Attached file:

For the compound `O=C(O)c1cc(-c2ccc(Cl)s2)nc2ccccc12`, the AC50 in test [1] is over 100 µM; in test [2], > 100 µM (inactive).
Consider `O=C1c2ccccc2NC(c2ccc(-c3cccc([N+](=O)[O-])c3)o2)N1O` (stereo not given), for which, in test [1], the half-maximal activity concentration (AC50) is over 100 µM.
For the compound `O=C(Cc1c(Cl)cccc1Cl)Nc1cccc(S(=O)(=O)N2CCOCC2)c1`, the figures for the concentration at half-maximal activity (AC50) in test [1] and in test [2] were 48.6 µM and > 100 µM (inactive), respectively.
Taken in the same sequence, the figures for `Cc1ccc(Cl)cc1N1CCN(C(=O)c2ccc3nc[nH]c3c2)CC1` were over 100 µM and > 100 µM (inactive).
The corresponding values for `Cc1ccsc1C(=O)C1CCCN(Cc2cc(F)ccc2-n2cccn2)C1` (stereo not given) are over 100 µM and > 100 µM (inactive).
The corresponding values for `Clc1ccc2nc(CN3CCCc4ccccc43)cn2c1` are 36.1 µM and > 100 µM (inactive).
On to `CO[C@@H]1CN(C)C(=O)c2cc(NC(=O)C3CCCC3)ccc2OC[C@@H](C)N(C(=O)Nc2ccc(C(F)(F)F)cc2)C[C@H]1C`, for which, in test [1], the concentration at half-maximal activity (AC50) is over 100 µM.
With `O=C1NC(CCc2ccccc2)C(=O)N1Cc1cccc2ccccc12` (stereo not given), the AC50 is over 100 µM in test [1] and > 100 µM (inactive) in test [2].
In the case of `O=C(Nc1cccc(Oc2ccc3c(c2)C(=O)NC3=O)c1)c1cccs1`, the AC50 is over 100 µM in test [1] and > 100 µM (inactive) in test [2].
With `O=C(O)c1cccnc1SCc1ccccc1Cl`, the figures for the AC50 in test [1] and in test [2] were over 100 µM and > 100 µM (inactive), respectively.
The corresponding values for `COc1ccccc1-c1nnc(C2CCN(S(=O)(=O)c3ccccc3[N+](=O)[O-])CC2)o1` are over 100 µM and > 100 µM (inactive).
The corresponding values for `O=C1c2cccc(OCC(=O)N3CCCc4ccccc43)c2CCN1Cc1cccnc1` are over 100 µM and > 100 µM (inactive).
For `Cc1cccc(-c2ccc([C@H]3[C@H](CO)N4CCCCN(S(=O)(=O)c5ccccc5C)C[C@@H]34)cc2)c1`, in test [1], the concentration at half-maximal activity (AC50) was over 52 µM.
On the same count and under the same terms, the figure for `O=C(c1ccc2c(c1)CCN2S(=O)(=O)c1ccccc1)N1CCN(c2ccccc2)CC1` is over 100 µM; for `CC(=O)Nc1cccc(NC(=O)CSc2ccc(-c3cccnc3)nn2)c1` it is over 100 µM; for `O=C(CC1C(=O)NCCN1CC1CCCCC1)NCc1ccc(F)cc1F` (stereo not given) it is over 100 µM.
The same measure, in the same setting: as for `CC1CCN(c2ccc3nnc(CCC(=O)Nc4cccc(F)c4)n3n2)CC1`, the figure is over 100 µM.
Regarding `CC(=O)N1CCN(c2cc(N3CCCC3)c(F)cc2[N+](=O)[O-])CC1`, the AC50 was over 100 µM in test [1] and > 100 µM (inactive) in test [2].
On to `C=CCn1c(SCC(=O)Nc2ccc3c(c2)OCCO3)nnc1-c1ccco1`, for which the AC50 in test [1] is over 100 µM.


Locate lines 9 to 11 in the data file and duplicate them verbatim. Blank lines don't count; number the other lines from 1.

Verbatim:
In the case of `O=C(Nc1cccc(Oc2ccc3c(c2)C(=O)NC3=O)c1)c1cccs1`, the AC50 is over 100 µM in test [1] and > 100 µM (inactive) in test [2].
With `O=C(O)c1cccnc1SCc1ccccc1Cl`, the figures for the AC50 in test [1] and in test [2] were over 100 µM and > 100 µM (inactive), respectively.
The corresponding values for `COc1ccccc1-c1nnc(C2CCN(S(=O)(=O)c3ccccc3[N+](=O)[O-])CC2)o1` are over 100 µM and > 100 µM (inactive).